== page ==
Our photographers have been busy exploring the intricacies of the Missouri outdoors. See if you can guess this month’s natural wonder.
Q: My son found a large (3.5-foot-tall and 4- to 5-foot-wide) ground nest on his property in Vernon County. There is a raccoon skull and other stuff in it along with the numerous pieces of blackberry stems, of which the nest is constructed. Is it a pack rat’s nest?
A: Yes, that is a nest of a type of pack rat called the eastern wood rat (Neotoma floridana). The species is native to Missouri and occurs primarily in the southern half of the state. Although abundant in some areas, it is not common over much of its Missouri range. Outside of the state, the species is found over much of the southeastern U.S., in several New England states, and west to eastern Colorado and central Texas. Wood rats are almost entirely vegetarians, only occasionally eating insects, dead birds, or snails. They have the habit of collecting shiny objects and taking them to their nest or nest area. When they “trade” what they are carrying for a more attractive object, a nearby camper may find a pile of sticks in place of a missing pocketknife, keys, or rifle cartridge.
Q: I have an ash tree that has some odd, dark-colored growths attached to the bare twigs. Can you tell me what it is and if it’s a concern for the tree’s health?
A: You are probably observing ash flower galls, a type of distorted growth of the male flowers, found on male ash trees. The galls are the result of the early spring feeding of a tiny mite called an eriophyid mite. The tree reacts to the feeding by growing the abnormal tissue that enlarges the male flowers, forming the gall. The galls start out green but darken to brown during the growing season and can remain on the tree for two years. They are most visible when the leaves are off the tree. No treatment is usually recommended because the galls are a cosmetic issue rather than a tree health concern.
Note to readers: This is my last column as I am retiring from the Conservation Department after 28.5 years of service, the last six of those years as the ombudsman. It has been a pleasure answering your questions and sharing with you some of the interesting tidbits of Missouri’s natural history. Thank you for your interest in the natural world and for your continuing support for conservation.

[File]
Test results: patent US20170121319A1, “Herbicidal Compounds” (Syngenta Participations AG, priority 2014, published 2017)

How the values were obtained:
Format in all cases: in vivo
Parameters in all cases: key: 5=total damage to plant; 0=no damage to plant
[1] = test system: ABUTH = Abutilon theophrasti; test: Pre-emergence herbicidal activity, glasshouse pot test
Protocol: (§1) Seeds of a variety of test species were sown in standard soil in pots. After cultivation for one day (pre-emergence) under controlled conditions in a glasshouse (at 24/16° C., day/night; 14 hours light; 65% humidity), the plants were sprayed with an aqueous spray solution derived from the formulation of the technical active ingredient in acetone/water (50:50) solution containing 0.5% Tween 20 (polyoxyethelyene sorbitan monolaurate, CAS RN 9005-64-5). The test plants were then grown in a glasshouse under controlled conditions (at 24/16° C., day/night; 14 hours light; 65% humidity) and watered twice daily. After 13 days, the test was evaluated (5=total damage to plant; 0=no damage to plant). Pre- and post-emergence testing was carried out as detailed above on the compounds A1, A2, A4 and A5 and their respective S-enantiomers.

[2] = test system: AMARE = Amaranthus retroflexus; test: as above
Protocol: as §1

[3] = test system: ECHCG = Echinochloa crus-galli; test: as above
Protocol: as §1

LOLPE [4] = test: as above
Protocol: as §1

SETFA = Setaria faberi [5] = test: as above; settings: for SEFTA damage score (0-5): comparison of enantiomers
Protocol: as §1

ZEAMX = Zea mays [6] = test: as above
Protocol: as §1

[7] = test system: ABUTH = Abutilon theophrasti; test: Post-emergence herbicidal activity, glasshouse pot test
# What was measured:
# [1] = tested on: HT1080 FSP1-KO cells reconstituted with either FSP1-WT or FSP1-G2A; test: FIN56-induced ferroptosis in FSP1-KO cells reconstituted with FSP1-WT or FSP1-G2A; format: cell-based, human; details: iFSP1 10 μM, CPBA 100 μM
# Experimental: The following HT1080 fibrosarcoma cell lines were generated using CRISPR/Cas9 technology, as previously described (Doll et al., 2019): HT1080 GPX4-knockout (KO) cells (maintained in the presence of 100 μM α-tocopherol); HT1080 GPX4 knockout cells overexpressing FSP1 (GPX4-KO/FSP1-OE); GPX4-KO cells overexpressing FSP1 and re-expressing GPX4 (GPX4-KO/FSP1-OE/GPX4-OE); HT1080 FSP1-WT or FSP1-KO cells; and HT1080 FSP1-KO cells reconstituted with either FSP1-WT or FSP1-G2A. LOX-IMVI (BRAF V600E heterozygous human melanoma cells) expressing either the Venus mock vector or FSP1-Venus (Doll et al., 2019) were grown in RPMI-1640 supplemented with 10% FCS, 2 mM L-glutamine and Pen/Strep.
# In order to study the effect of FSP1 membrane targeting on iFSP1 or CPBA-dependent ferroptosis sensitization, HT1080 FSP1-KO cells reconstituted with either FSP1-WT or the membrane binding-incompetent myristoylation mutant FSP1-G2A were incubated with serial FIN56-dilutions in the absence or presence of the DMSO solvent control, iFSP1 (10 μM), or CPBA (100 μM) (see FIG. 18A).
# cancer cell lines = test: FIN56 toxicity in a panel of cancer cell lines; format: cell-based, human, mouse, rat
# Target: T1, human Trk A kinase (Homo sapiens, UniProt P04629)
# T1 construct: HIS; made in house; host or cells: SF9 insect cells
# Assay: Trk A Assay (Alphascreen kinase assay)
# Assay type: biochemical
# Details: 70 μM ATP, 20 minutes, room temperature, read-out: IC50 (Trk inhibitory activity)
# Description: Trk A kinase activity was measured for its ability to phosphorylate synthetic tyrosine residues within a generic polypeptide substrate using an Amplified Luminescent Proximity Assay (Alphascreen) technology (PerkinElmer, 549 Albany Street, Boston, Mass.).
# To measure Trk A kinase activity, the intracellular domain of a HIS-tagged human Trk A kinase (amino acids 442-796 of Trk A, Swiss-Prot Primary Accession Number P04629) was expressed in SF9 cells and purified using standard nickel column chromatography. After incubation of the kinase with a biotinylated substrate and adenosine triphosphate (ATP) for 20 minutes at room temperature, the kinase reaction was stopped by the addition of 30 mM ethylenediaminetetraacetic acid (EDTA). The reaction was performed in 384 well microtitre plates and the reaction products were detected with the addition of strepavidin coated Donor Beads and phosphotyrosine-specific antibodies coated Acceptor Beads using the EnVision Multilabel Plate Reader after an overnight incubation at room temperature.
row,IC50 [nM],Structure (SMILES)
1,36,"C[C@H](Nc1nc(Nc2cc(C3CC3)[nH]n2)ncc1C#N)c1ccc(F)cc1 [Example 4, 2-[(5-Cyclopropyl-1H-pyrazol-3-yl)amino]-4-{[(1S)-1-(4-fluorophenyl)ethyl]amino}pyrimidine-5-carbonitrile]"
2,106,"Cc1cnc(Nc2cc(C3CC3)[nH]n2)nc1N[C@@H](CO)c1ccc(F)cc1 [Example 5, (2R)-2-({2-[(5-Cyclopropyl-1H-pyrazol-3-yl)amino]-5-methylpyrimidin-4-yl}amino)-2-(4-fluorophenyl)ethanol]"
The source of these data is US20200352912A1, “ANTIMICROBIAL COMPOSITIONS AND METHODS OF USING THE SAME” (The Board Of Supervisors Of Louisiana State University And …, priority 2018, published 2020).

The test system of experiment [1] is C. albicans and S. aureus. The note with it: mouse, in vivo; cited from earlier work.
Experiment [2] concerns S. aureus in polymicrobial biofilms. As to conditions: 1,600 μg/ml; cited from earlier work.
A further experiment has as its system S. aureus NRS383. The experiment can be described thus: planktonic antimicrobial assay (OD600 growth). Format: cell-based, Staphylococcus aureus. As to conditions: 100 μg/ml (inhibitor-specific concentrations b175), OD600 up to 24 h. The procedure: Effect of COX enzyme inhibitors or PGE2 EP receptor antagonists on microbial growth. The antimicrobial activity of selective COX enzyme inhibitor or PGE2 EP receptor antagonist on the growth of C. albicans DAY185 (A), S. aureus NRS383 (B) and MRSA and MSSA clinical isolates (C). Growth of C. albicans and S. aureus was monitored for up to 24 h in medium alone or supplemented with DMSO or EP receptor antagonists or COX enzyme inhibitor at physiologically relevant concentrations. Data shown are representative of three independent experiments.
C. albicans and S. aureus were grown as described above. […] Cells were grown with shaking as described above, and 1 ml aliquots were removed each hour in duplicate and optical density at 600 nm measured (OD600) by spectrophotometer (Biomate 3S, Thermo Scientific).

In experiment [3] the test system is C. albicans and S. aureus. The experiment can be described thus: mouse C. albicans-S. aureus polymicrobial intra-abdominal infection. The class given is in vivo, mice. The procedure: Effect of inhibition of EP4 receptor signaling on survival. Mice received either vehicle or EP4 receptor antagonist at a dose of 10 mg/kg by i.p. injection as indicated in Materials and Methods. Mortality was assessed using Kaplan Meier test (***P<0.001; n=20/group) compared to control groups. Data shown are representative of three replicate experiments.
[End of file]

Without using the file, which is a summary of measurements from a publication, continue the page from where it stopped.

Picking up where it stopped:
The ombudsman will respond to your questions, suggestions, or complaints concerning the Conservation Department or conservation topics.
· Address: PO Box 180, Jefferson City, 65102-0180.
· Phone: 573-522-4115, ext. 3848
· Email: Ombudsman@mdc.mo.gov
With the firearms deer season upon us, more than 500,000 hunters will be heading to the Missouri outdoors this November. Deer hunting adds $1.1 billion to the Missouri economy, creates more than 11,000 jobs for Missourians, and provides more than 250,000 pounds of meat to families in need through the Share the Harvest program. With all the benefits and enjoyment that comes from this amazing pastime, let’s help ensure that it will continue for years to come. Presenting a positive image of hunting to those who may not understand this key tool in deer herd management is important.
Dispose of deer remains where harvested, if possible. If you live in a rural setting, remains can be disposed of on your property, where they will not be offensive to neighbors. Nature will take care of the rest. For those in urban areas, simply bag up the remains and dispose of them with the rest of your garbage.
This deer season, as you enjoy the hunt, remember to dispose of deer remains properly and help represent a wonderful tradition in a positive light.
Jerid Wilkinson is the conservation agent for Newton County. If you would like to contact the agent for county, phone your regional conservation office.
Not really a flower at all, frost flowers are delicate, beautiful ribbons of ice crystals that form on the lower stems of a few species of Missouri native plants. They occur only in late fall after the first few hard freezes and while the ground is still warm. Their season is brief, and they disappear quickly on the day they occur, melting when the air warms or rays of sunlight fall on the delicate structures. While the plants’ stems are ruptured by the first hard freeze, the root system is still sending up plant sap from the warmer ground. The sap pushes through the broken stem and freezes on contact with the cold air. As more sap moves up, it forces the freezing stream of white ice crystals into ornate, folded ribbons that look like petals, puffs of cotton candy, or snarls of white thread. Missouri plants known to produce frost flowers include dittany, stinkweed, and white crownbeard. Scientists don’t know what it is about these species that allow them to produce frost flowers. Perhaps their root systems are more active later in the year than other species, or their stems rupture in just the right way to force the ribbons of sap. Whatever the reason, frost flowers only appear on the stems of a few species. —photograph by David Stonner
Editor In Chief - Nichole LeClair Terrill
Managing Editor - vacant
Art Director - Cliff White
Staff Writer/Editor - Bonnie Chasteen
Staff Writer - Jim Low
Photographer - Noppadol Paothong
Photographer - David Stonner
Designer - Stephanie Thurber
Circulation - Laura Scheuler